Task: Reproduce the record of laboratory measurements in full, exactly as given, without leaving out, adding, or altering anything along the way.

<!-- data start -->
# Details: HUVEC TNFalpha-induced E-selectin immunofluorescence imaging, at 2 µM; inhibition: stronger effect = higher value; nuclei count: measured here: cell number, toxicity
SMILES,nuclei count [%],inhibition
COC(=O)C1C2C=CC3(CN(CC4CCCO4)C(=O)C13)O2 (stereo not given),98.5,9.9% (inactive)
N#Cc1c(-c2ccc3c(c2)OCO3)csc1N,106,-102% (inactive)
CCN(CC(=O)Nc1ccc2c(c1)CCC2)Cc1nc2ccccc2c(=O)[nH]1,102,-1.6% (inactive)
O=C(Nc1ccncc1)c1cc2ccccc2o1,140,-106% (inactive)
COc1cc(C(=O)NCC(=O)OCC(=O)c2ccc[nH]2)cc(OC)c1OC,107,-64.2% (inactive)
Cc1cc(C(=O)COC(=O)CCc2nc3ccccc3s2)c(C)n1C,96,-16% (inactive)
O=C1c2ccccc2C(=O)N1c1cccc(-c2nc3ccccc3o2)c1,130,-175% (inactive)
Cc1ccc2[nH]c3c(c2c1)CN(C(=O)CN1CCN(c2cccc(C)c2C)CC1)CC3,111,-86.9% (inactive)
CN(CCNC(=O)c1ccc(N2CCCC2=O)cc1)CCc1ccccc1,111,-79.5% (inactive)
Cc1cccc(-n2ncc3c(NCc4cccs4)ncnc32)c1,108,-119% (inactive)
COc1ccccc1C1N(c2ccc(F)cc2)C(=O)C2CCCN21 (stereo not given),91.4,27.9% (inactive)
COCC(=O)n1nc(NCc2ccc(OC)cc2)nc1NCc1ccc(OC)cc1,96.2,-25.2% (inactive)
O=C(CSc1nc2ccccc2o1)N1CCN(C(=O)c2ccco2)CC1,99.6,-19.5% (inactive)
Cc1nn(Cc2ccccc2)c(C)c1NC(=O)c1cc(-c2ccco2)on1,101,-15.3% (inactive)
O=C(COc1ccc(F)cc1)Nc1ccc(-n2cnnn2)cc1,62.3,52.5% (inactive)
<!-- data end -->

# Details: HUVEC TNFalpha-induced E-selectin immunofluorescence imaging, at 2 µM; inhibition: stronger effect = higher value; nuclei count: measured here: cell number, toxicity
SMILES,nuclei count [%],inhibition
COC(=O)C1C2C=CC3(CN(CC4CCCO4)C(=O)C13)O2 (stereo not given),98.5,9.9% (inactive)
N#Cc1c(-c2ccc3c(c2)OCO3)csc1N,106,-102% (inactive)
CCN(CC(=O)Nc1ccc2c(c1)CCC2)Cc1nc2ccccc2c(=O)[nH]1,102,-1.6% (inactive)
O=C(Nc1ccncc1)c1cc2ccccc2o1,140,-106% (inactive)
COc1cc(C(=O)NCC(=O)OCC(=O)c2ccc[nH]2)cc(OC)c1OC,107,-64.2% (inactive)
Cc1cc(C(=O)COC(=O)CCc2nc3ccccc3s2)c(C)n1C,96,-16% (inactive)
O=C1c2ccccc2C(=O)N1c1cccc(-c2nc3ccccc3o2)c1,130,-175% (inactive)
Cc1ccc2[nH]c3c(c2c1)CN(C(=O)CN1CCN(c2cccc(C)c2C)CC1)CC3,111,-86.9% (inactive)
CN(CCNC(=O)c1ccc(N2CCCC2=O)cc1)CCc1ccccc1,111,-79.5% (inactive)
Cc1cccc(-n2ncc3c(NCc4cccs4)ncnc32)c1,108,-119% (inactive)
COc1ccccc1C1N(c2ccc(F)cc2)C(=O)C2CCCN21 (stereo not given),91.4,27.9% (inactive)
COCC(=O)n1nc(NCc2ccc(OC)cc2)nc1NCc1ccc(OC)cc1,96.2,-25.2% (inactive)
O=C(CSc1nc2ccccc2o1)N1CCN(C(=O)c2ccco2)CC1,99.6,-19.5% (inactive)
Cc1nn(Cc2ccccc2)c(C)c1NC(=O)c1cc(-c2ccco2)on1,101,-15.3% (inactive)
O=C(COc1ccc(F)cc1)Nc1ccc(-n2cnnn2)cc1,62.3,52.5% (inactive)